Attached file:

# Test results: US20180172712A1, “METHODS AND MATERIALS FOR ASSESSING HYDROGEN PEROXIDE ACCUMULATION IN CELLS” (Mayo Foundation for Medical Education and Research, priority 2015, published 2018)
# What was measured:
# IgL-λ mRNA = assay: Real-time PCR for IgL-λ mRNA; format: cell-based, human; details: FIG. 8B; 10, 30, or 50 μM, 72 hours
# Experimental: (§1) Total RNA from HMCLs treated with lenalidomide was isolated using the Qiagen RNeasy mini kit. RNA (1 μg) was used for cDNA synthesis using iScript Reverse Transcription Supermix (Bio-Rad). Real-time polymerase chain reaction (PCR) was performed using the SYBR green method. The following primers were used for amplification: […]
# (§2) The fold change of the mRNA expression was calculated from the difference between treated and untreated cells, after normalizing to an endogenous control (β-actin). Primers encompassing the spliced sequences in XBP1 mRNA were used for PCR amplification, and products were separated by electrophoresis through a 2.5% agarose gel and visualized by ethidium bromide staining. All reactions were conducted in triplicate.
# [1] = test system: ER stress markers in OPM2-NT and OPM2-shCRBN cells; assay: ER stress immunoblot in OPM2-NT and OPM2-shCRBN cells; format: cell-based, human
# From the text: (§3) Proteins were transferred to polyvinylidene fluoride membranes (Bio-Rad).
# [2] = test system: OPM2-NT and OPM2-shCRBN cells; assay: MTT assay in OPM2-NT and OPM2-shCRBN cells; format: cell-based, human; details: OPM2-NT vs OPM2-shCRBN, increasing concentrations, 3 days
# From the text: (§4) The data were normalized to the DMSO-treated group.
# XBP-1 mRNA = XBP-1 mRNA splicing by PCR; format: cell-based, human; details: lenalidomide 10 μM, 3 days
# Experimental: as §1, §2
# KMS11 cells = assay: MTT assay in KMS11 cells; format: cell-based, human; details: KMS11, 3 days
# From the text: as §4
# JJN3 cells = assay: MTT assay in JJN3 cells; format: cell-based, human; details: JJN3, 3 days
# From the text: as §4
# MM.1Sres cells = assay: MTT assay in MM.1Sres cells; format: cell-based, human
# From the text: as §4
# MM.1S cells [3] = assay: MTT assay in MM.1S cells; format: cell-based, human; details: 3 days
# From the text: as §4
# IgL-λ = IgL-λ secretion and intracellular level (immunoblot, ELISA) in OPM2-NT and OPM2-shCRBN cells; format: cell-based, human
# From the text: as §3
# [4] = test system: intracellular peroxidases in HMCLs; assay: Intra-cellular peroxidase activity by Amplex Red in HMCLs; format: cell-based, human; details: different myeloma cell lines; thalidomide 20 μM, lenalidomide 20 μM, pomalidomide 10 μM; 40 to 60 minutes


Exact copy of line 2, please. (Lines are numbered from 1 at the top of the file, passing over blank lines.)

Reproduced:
# What was measured: